Family variables, intellectual aptitudes, and Mexican estudents'reading achievement

Aldo Bazán, Doris Castellanos, Violeta Fajardo

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Introduction. Students' academic performance can be influenced by several of their contextual and personal factors. In some cases, it is influenced by the educational practices of their family of origin, and by parental support with homework and learning at home. Or in other cases, it is influenced by the characteristics of the students, as well as by their intellectual aptitudes. The aim of this study was to obtain an explicative model of relationships between contextual variables (students' perception of family support, and parents' self-evaluation of support provided to their children), students' intellectual aptitudes, parents' educational level, and academic achievement in reading comprehension upon completing elementary school. Method. The participants were 362 sixth graders from rural, indigenous private and public schools in Sonora and Morelos, Mexico. The study was conducted during the 2015 academic year. Parents' support for their children's learning at home was evaluated by versions of the Family Support Perception Questionnaire (FSPQ), one for the parents and another for students. The FSPQ evaluated four dimensions of parental support: 1. Homework Help /Reviewing, 2. Communication with school/Participation, 3. Conditions and Resources for studying at home, and 4. Monitor-ing/Communication with teachers. For assessment of academic performance in Reading Comprehension an instrument attached to the curriculum for the sixth-grade of elementary school was used, with 17 items evaluating five dimensions: 1. Identifying spelling errors in five short texts, 2. Inferring implicit information and understanding metaphors from narrative texts and short stories, 3. Recognizing figurative language in poetry, 4. Inferring the meaning of words in the dominant indigenous language, and 5. Identifying sections of a newspaper. Intellectual aptitudes were measured using reduced versions of two scales of the Screening Assessment for Gifted Elementary and Middle School Students (SAGES-2), validated for a Mexican context: 1. Thirteen items for the Language, Literature and Social Studies scale, and 17 items for the General Reasoning scale. Results. The results of a structural regression model with the EQS 6.4 program, showed that reading performance was explained mainly and significantly by the students' intellectual aptitudes, and secondly, by parents' support (as reported by parents themselves). However, family support as perceived by the students had no significant effects on reading performance. On the other hand, the parents' education level showed a significant direct effect on students' intellectual abilities, and an indirect effect on students' academic performance in reading comprehension. Discussion and Conclusion. The results show that the intellectual aptitude of the students is presented as a better predictor of their performance in reading comprehension than the variables of family support. One possible reason is that the Language Arts/Social Science subscale of SAGES-2 is probably highly associated with curricular content and learning related to reading comprehension. However, it is important to highlight the effect of two variables in the family context. First, selfperceived parental support had a positive effect, although less so, on student performance. The second aspect is that the parents' level of schooling had a significant effect on the intellectual skills assessed here.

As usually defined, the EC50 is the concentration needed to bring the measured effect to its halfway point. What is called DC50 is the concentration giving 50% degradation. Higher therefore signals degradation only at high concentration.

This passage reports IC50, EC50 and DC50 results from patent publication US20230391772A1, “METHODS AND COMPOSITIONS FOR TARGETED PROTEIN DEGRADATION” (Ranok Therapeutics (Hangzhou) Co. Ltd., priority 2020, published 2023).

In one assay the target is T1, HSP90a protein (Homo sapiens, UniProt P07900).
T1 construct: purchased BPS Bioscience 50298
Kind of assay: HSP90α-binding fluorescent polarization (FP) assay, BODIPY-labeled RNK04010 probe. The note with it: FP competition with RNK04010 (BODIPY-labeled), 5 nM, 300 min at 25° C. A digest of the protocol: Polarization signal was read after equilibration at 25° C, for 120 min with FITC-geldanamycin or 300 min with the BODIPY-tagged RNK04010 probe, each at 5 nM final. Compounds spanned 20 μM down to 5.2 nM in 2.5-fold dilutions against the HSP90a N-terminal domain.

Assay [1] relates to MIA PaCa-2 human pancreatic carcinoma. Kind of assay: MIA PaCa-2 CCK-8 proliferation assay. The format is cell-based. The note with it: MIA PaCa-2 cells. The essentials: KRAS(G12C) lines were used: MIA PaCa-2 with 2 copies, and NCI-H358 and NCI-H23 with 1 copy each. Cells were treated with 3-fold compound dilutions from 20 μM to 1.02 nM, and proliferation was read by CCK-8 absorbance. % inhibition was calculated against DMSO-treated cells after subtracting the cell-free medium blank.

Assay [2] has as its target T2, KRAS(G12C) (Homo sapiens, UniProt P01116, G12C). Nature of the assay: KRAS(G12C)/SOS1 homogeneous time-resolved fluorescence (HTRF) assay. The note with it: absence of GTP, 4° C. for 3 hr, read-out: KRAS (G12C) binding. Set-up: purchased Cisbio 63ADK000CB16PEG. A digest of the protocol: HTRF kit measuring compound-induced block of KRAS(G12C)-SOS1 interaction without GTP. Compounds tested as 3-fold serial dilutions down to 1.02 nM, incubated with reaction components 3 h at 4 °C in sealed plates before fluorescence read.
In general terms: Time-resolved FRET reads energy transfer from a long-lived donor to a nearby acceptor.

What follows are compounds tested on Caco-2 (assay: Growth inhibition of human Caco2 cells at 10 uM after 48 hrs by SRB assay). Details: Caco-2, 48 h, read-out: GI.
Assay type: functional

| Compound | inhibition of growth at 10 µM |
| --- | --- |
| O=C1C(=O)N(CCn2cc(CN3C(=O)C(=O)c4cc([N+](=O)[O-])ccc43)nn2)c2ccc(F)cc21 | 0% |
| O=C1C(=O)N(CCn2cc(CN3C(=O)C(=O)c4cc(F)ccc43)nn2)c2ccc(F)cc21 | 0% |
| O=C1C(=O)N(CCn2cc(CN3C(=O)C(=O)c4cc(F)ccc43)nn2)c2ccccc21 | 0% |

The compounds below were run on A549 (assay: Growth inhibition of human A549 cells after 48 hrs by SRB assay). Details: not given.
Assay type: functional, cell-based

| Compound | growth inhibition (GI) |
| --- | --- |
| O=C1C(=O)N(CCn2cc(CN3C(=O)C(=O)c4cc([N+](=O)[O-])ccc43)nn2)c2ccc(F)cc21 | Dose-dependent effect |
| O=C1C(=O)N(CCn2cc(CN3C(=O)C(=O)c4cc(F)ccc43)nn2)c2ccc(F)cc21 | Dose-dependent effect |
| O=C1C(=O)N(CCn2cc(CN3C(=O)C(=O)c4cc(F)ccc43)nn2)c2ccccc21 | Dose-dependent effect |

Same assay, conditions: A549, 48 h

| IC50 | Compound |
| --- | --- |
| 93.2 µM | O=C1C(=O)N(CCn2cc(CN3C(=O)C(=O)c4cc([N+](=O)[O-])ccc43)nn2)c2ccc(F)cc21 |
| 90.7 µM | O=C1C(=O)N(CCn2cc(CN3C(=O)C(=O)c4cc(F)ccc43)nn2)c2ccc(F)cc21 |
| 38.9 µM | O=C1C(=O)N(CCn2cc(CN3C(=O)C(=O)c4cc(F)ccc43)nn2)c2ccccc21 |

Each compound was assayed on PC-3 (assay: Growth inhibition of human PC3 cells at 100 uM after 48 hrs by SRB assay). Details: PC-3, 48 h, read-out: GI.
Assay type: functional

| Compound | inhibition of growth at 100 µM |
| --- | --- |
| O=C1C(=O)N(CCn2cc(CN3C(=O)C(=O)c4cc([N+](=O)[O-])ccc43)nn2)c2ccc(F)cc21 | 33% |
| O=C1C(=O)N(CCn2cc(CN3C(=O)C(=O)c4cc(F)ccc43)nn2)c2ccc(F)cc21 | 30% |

Idioma originalInglés
Páginas (desde-hasta)375-398
Número de páginas24
PublicaciónElectronic Journal of Research in Educational Psychology
EstadoPublicada - 2020


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